When Jillian Michaels rolls into Concord for her Maximize Your Life tour on March 22, she’ll have her whole crew with her — including her partner Heidi and their two kids, Lukensia, 3, and Phoenix, 21 months. “They’re in the other room right now singing ‘Let It Go’ [from Disney’s Frozen],” Michaels said from a hotel room in Colorado March 10, the day before her tour kicked off. “They love [touring]. We all sleep on the bus. It’s a friggin slumber party every night!”
Michaels talked to the Hippo about the tour, The Biggest Loser, and how she’s maximizing her own life.
You’re everywhere — on TV and radio shows, on DVDs, in magazines, and now you’re back on the road for your second Maximize Your Life tour. How is seeing you live on stage different than watching you on The Biggest Loser, reading one of your books or following you on Facebook?
It gives me a direct connection with the audience. ... I built in a Q&A and I can craft my answer so it is applied to the whole audience. [The live show is] the most fulfilling and rewarding, and the most effective way [to reach people].
You started on The Biggest Loser when you were 30, and you just turned 40 in February. Personally and professionally, it would seem you’ve had quite a decade. Would you say that you’ve been maximizing your own life?
Without a doubt, and a big part of the show consists of anecdotes from my life. Somebody might feel down and out — I’ve been there. I was an overweight kid, I was in a dysfunctional relationship — several of them — I’ve had [bad jobs], I’ve been unemployed. I am not special. There is nothing unique or gifted about me. I got the knowledge to turn these things around at a young age [and I] take that information and help people. … If we were to look at a contestant, [take Biggest Loser Season 14 winner] Danni Allen. This is a girl who has opened her own yoga studio, is in love and has maintained her weight loss. That’s what you don’t get to see on Biggest Loser. [Weight loss support] is one tool of many that we use to empower [the contestants].
You emphasize healthy practices like eating well, exercising, getting enough sleep and even taking vacations. Are there any areas that you’re still trying to improve?
I do them all. I just got back from India, and I sleep seven hours a night. The reality is, you have to give up the idea of perfection … [and appreciate] that you’re not going to be the perfect employee, the perfect mom, the perfect partner. … If you’re happy more than you’re sad, that to me is success.
I read once that you hate running but do it anyway because it’s effective. Is that true, and do you think living life to your greatest potential means that sometimes you have to do things you really don’t want to do?
It is [true]! I hate it, I’m not built for it. My body is not built for running and I go 3 miles and I wish I was dead, but it’s the easiest thing to do when you’re on the road. It’s simple; it’s free. [You have to think about] the ‘why,’ how I’m gonna feel when it’s over. I just push through it. You need to think about why you’re engaging in a behavior that’s less pleasurable, and the reason is, I want to feel good in my skinny jeans, I want to be here for my kids. … If you have the ‘why’ that you live for, you can tolerate it.
Many people thought last season’s Biggest Loser winner Rachel Fredrickson lost too much weight, and you’ve said publicly that you agree. What do you do, as a trainer, to help people find balance, rather than going from one extreme of overeating to the other?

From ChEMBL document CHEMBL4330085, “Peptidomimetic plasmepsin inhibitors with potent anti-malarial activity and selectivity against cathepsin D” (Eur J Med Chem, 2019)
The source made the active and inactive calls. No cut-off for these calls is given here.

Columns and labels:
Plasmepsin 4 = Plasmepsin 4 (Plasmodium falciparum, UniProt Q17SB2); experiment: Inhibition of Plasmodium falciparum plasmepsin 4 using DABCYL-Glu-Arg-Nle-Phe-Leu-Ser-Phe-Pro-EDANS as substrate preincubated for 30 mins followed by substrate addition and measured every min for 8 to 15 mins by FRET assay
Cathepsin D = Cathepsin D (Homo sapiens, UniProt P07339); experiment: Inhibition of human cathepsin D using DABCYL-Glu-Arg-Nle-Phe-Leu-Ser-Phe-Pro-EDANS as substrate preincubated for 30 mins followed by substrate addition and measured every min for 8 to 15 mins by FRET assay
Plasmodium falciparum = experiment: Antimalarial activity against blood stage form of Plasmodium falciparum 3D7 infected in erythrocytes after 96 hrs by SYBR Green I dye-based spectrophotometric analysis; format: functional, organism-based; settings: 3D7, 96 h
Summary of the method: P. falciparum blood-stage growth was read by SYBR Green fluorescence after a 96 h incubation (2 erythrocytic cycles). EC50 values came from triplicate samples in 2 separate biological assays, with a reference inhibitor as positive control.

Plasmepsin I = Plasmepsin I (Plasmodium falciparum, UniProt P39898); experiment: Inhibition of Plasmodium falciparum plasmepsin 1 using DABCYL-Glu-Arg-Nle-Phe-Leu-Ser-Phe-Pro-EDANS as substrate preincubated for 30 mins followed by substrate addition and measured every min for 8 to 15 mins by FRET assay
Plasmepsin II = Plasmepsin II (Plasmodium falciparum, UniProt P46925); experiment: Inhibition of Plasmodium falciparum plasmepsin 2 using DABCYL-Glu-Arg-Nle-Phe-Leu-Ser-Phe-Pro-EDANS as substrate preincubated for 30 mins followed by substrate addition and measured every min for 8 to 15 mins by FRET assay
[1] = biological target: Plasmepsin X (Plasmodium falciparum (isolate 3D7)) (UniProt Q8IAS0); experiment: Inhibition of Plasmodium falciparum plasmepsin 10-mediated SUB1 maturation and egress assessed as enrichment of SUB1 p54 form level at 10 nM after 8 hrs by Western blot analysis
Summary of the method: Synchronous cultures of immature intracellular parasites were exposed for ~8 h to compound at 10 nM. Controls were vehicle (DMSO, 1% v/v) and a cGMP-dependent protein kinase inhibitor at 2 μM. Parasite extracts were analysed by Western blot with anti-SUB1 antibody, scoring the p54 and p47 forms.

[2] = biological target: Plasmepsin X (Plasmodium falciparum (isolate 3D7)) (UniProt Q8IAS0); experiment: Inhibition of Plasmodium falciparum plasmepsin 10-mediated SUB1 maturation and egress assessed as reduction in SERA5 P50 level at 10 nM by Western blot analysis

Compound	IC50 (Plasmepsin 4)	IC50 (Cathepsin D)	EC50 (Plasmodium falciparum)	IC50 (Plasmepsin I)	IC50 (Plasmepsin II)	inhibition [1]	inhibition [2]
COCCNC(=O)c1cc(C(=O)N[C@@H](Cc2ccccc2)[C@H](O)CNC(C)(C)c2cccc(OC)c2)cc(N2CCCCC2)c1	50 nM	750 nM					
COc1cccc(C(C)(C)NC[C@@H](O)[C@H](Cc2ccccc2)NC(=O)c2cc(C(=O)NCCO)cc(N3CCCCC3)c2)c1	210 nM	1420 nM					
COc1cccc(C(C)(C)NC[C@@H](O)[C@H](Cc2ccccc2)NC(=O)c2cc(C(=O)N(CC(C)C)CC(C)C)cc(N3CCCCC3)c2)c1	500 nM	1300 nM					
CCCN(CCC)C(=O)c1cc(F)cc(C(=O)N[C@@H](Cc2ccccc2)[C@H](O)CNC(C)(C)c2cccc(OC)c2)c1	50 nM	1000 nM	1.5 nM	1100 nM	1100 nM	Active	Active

Dolvett [Quince] was Rachel’s trainer. I’ve never had a contestant go too far, ever. It’s not about winning. It’s about changing your life. … I think [Rachel’s] goal with Dolvett was to win. Nobody ever really stopped to go, ‘Why did you get here in the first place?’ … Utilizing a relationship with food as a coping mechanism ... they’re flip sides of the same coin. Rachel’s issues did not get resolved, clearly.
Do you ever feel like this whole health and wellness empire that you’ve created puts too much pressure on you to be perfect?
I don’t think that a person in the public eye has the right to complain about pressure, haters or otherwise. While, yeah, it’s not always easy, it’s the life you asked for, and it comes with a tremendous amount of benefits as well as struggles. … It comes with the territory.
When you first became a mom, you were very open about saying that parenting is more difficult than you expected. With almost two years of parenting under your belt now, has it gotten any easier?
Yeah, it has. It required an attitude shift. I think I expected I would be the perfect mom. ... I thought my love for my children would override [any difficulties]. … What I try to do with my kids is when I make a mistake, I’m transparent. My daughter’s almost 4. … [I’ll say] ‘I’m sorry I snapped at you, Lu, it’s been a crazy day, will you forgive me?’ … Kids don’t want you to live for them. I try to role model for my daughter, being happy and living my own life, which is something my own mom did … and I never thought any less of her. Once I sort of wrapped my head around the fact that I’m not going to be perfect, that’s when it became a lot easier.
Your tour wraps up in May. What’s next for you?
Professionally, we are launching an athletic apparel line with Kmart, we’re working on a healthy snack and grab-and-go meal deal with Walgreens … and we’ll continue to put out DVDs and books, etc. On a personal level I will focus on my family and spending time with my kids. [Beyond that] what I would like to do moving forward that’s different is to create more volunteer time. [I’ve been writing checks and thinking I was doing my part], but that’s a cop-out. — Meghan Siegler
As seen in the March 13, 2014 issue of the Hippo.